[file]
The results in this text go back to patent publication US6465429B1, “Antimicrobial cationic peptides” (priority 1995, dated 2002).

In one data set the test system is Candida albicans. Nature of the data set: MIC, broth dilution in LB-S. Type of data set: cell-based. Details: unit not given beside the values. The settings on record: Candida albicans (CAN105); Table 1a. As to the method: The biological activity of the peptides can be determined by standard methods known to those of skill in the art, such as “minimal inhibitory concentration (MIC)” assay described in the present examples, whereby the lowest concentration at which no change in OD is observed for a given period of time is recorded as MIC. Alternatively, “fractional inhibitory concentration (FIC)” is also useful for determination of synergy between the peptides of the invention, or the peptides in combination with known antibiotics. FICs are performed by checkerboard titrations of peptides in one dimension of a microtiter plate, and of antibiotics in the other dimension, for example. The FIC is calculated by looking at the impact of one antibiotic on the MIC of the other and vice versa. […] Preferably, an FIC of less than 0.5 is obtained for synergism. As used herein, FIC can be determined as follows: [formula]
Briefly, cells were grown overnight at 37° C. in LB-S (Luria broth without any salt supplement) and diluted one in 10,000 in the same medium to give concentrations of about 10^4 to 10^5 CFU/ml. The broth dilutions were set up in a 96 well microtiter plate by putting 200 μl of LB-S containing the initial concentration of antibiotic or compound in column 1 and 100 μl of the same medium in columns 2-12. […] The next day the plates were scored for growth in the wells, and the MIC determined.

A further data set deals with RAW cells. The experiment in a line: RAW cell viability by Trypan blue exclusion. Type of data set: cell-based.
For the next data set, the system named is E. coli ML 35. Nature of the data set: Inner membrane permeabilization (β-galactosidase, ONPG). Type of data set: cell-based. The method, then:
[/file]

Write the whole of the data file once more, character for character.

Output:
The results in this text go back to patent publication US6465429B1, “Antimicrobial cationic peptides” (priority 1995, dated 2002).

In one data set the test system is Candida albicans. Nature of the data set: MIC, broth dilution in LB-S. Type of data set: cell-based. Details: unit not given beside the values. The settings on record: Candida albicans (CAN105); Table 1a. As to the method: The biological activity of the peptides can be determined by standard methods known to those of skill in the art, such as “minimal inhibitory concentration (MIC)” assay described in the present examples, whereby the lowest concentration at which no change in OD is observed for a given period of time is recorded as MIC. Alternatively, “fractional inhibitory concentration (FIC)” is also useful for determination of synergy between the peptides of the invention, or the peptides in combination with known antibiotics. FICs are performed by checkerboard titrations of peptides in one dimension of a microtiter plate, and of antibiotics in the other dimension, for example. The FIC is calculated by looking at the impact of one antibiotic on the MIC of the other and vice versa. […] Preferably, an FIC of less than 0.5 is obtained for synergism. As used herein, FIC can be determined as follows: [formula]
Briefly, cells were grown overnight at 37° C. in LB-S (Luria broth without any salt supplement) and diluted one in 10,000 in the same medium to give concentrations of about 10^4 to 10^5 CFU/ml. The broth dilutions were set up in a 96 well microtiter plate by putting 200 μl of LB-S containing the initial concentration of antibiotic or compound in column 1 and 100 μl of the same medium in columns 2-12. […] The next day the plates were scored for growth in the wells, and the MIC determined.

A further data set deals with RAW cells. The experiment in a line: RAW cell viability by Trypan blue exclusion. Type of data set: cell-based.
For the next data set, the system named is E. coli ML 35. Nature of the data set: Inner membrane permeabilization (β-galactosidase, ONPG). Type of data set: cell-based. The method, then: